Updated: May 12, 2021
Figuring out where you want to be in life can be very difficult. In this blog, I will be discussing an avenue that is usually unspoken about or has negative perceptions.
A foundation year in University is a year where you can get used to university education without being necessarily thrown into university life. It offers an in-between stage where you can focus on harnessing your talents, as well as figuring out what you want to do for your degree if you have not already. From my personal experience, I already knew what I wanted to do, but a foundation course helped me begin to refine my style of working and feel less pressured about having a particular plan.
Prospects.ac.uk defines a foundation year as "a stepping-stone into the world of higher education, particularly if you don't have the right qualifications to go straight onto a degree programme." This quote sums up what a foundation is. A foundation year does not mean you are getting any less education. On the contrary, it gives you clarity and time to think about what your future could look like while learning academically.
A foundation year is preparation, dedication and determination towards a course that you are interested in, without the pressure of meeting up to degree expectations. If you decide to take a year at your chosen University, it can provide you with valuable experience while adjusting to the new setting. You can also transfer to a different university after your foundation year if you need to do so. There is also the option of doing a foundation degree, Arden specifying that it is "the equivalent to the first two years of a three-year degree course."
A foundation is good to do if you lack the confidence to go straight into a degree from A-Levels or college. It is also suitable if you didn't meet a particular university's entry requirements and offer a foundation year, or simply if you want to try it out and have done your research beforehand.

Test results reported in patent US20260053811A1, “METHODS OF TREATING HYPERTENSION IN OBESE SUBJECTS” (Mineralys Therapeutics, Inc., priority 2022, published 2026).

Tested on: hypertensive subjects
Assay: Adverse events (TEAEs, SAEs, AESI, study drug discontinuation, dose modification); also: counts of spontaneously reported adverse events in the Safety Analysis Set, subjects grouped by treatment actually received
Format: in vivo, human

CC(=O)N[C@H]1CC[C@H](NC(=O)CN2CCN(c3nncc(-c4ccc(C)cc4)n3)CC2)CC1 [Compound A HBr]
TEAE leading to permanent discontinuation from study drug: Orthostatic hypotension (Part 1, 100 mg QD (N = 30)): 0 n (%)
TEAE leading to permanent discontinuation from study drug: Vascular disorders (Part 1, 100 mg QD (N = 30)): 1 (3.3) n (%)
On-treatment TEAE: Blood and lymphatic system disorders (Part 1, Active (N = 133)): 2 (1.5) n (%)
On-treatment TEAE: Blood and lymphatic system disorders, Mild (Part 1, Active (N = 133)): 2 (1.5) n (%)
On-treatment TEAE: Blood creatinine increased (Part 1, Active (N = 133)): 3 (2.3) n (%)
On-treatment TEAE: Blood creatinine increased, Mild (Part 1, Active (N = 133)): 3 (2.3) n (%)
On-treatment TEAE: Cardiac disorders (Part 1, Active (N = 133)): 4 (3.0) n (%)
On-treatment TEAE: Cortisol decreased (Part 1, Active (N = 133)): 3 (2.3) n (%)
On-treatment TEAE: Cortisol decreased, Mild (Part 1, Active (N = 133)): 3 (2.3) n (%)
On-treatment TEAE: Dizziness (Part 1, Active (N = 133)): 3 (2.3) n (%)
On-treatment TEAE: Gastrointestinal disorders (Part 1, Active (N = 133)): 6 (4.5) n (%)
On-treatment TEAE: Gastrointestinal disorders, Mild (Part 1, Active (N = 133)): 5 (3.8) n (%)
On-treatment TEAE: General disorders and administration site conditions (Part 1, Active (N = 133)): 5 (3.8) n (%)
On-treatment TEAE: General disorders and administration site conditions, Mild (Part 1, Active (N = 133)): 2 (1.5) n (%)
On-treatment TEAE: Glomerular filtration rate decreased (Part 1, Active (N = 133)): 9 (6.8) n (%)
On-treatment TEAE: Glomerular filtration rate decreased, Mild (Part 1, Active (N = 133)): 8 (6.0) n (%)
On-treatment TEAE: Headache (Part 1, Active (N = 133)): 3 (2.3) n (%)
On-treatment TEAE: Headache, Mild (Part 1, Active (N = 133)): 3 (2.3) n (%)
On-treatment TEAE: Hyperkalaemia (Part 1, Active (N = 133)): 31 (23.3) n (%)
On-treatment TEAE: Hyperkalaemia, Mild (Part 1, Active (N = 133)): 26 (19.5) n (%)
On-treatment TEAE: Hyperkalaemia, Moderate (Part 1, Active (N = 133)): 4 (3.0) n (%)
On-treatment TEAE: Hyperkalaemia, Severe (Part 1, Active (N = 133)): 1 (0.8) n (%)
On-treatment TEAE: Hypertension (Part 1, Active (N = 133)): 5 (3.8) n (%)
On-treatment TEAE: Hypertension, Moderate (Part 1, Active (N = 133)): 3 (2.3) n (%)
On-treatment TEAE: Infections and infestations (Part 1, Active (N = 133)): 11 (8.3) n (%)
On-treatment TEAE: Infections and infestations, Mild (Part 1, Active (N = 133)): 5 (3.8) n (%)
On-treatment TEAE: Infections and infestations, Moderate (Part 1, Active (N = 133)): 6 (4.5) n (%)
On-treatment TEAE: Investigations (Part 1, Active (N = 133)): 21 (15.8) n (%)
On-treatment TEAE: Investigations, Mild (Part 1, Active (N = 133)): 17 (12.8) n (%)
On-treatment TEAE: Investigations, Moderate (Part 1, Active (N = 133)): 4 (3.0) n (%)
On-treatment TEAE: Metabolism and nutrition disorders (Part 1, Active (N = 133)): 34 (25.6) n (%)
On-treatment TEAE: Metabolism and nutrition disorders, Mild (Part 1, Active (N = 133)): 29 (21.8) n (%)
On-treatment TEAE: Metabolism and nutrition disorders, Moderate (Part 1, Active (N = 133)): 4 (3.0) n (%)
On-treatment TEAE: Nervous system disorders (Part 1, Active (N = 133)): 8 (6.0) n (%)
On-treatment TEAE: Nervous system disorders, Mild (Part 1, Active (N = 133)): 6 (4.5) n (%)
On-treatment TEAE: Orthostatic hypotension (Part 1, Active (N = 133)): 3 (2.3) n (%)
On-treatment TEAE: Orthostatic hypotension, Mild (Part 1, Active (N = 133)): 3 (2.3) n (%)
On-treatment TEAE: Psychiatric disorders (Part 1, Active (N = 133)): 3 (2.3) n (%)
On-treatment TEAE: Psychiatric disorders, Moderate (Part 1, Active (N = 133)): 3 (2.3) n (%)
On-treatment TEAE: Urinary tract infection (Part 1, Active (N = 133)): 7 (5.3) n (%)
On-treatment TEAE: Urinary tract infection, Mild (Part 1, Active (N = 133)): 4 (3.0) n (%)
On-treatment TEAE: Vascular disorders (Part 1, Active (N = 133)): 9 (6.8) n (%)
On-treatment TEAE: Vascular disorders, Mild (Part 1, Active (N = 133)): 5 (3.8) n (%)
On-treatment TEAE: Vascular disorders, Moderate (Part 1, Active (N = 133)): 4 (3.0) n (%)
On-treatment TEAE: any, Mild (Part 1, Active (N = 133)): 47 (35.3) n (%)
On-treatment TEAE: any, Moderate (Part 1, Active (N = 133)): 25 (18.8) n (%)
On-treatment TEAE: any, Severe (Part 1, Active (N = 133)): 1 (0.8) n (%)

Although there are many positives to doing a foundation year, one cannot ignore the negatives. There will be misinformed people around you, along with doing a foundation year. People who think that you failed your sixth form or college exams, or you are not as serious as your colleagues going straight to undertake their degree. I have had someone tell me "you're basically just going to university to draw", from my personal experience. Many people are surprised when I tell them I did a foundation course, especially in Fine Art. The important thing is not to let people's assumptions and stereotypes get to you.
Overall, what I can say is; If I told you that doing a foundation course is easy, I would be lying to you. It comes with its hardships, as does any part of education. But have faith, pick a foundation course you know you'll stick with, and have fun with whatever route you decide to choose.
Student,BA in Art